We see the torso and legs of a young person, possibly male or gender-neutral, sitting on a bed and playing video games.

As all but essential workers have stayed largely at home since mid-March, the need for distractions has risen. Hop on the internet and you’ll find many how-to articles for surviving social distancing during the coronavirus pandemic. Most recommend checking items off your bucket list–or at the very least, cleaning and organizing your home. Stress levels are high, however, due to fears about COVID-19; loss of income and structure; grieving over the loss of black lives; and anger at racial inequities. The increased anxiety, depression, insomnia, and other mental health symptoms being experienced throughout the U.S. are unsurprising: as is the fact that many are turning to compulsive or addictive behaviors to cope.

The Gamblification of Pastimes

Many factors contribute to gambling trending near the top of those coping behaviors. The first is that online gambling is accessible to anyone with internet access. Can’t leave the house? No problem. Additionally, sports betting was legalized in Pennsylvania in late 2017, and is continuing to explode, as far as revenues, participation, and opportunities. There is even debate about making betting on high school sporting events legal. Another popular hobby that now includes gambling-like experiences is video gaming. Intra-game features reminiscent of gambling include virtual casinos that characters can enter; loot boxes that players pay to open, containing virtual items such as clothing or weapons, and which range in value; “pay-to-play” options that unlock clues and higher game levels; and even a constant stream of true gambling ads popping up.

While none of the above have been defined as gambling, they prime players for future gambling by normalizing betting, and prime the brain for future compulsiveness by linking a rush of feel-good chemicals to random events. Gambling is blending into video gaming, and vice versa, making their products more habit-forming for those with risk factors.

Signs of Vulnerability

While most people can gamble or play video games* without becoming addicted, there are risk factors for developing a problem, which include, but are not limited to, these traits.

  • Tendency for boredom
  • Sensation-seeking
  • Impulsivity
  • Loneliness
  • Mental health disorders & symptoms such as ADHD, anxiety, social phobia, and depression
  • Male gender
  • Extreme shyness

A risk factor for all types of addiction is genetics, or family history. Many different genes contribute to developing addiction and compulsive behaviors, and having relatives with substance use or gambling disorders may put people at higher risk for problem gaming.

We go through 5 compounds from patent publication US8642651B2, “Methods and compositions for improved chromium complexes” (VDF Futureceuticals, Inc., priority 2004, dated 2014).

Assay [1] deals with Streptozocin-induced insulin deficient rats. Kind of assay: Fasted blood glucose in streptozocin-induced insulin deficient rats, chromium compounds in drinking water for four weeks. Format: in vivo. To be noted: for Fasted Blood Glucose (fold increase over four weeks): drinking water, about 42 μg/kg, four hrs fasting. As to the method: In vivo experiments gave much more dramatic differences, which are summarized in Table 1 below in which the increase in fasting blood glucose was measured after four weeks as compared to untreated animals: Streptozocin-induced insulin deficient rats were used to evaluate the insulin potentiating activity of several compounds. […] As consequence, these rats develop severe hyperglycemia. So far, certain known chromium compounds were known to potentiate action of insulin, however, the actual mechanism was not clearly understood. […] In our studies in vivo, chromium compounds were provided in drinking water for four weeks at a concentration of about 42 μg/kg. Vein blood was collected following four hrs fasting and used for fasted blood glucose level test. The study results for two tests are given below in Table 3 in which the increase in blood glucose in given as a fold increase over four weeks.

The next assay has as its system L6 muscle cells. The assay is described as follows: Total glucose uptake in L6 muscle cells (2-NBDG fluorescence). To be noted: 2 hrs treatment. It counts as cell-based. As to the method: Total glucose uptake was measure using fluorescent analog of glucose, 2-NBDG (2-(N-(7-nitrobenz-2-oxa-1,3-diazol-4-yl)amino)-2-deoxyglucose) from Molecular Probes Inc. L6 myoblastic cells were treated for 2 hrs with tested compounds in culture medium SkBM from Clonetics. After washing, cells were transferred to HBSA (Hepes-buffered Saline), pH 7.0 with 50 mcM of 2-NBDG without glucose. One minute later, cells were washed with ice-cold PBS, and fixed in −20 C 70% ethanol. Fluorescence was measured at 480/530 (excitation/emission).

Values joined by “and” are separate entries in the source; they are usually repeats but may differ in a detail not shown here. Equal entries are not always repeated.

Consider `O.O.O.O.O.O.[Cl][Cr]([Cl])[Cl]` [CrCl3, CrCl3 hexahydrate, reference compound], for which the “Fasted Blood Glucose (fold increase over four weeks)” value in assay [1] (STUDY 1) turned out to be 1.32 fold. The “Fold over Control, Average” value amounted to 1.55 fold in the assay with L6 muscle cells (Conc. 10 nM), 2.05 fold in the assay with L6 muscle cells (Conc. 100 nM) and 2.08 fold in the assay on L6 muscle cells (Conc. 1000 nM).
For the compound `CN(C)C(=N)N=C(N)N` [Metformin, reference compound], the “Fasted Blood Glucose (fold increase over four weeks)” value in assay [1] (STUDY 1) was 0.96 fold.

Signs of Trouble

If you or someone you know have risk factors for compulsive gaming or gambling, there are symptoms to look out for. Some are general to addiction:

  • Neglecting family, work or school
  • Loss of reliability
  • Increased levels of anxiety or depression
  • Lies or evasiveness around time and money
  • Secretive, controlling family finances
  • Lying about how much time spent
  • Decrease in grades or interest in activities previously enjoyed
  • Picking fights more often at home or school

Other symptoms are specific to gambling or gaming:

  • Easily angered when play is interrupted
  • Fatigue, migraines, carpal tunnel syndrome
  • Poor hygiene
  • Playing or gambling on unregulated or offshore sites
  • Setting up multiple bank accounts
  • Using cryptocurrencies
  • Consumed with online reputation or identity
  • Increased pride and ego

Caring for Self and Others

Compass Mark takes a neutral position on video games and on gambling when of legal age. Both have become part of our culture, and don’t cause harm to everyone, or even the majority.** The increase in life stressors throughout the spring of 2020, however, have given us more to be anxious about, and likely more time on our hands to worry. If you’re a caregiver, talk to your children about gaming, and ask if they’ve noticed opportunities to gamble within their games. Read about the blending of gaming and gambling, and recognize that most people struggle with overusing technology. Do you and your kids have that in common?

If the problem has progressed, there is counseling available in Lancaster and Lebanon Counties, as well as support groups for people with disordered gambling and their loved ones. Call or email us for guidance, Monday-Friday, 9am-5pm. It’s confidential, and we’ll spend time putting together a plan of action for you and your family. Everyone deserves a rich, full, life–free of compulsions and addictive disorders.

717.299.2831 / info@compassmark.org

*Internet gaming disorder, also referred to as video game addiction, is not an official behavioral health disorder in the DSM-5, but was labeled a condition for further study in 2013.
** Around 3% of adults and 6% of kids age 18 and under meet the criteria for gambling disorder. Early research has found that .6% to 11.9% of adolescents are “problematic video gamers”.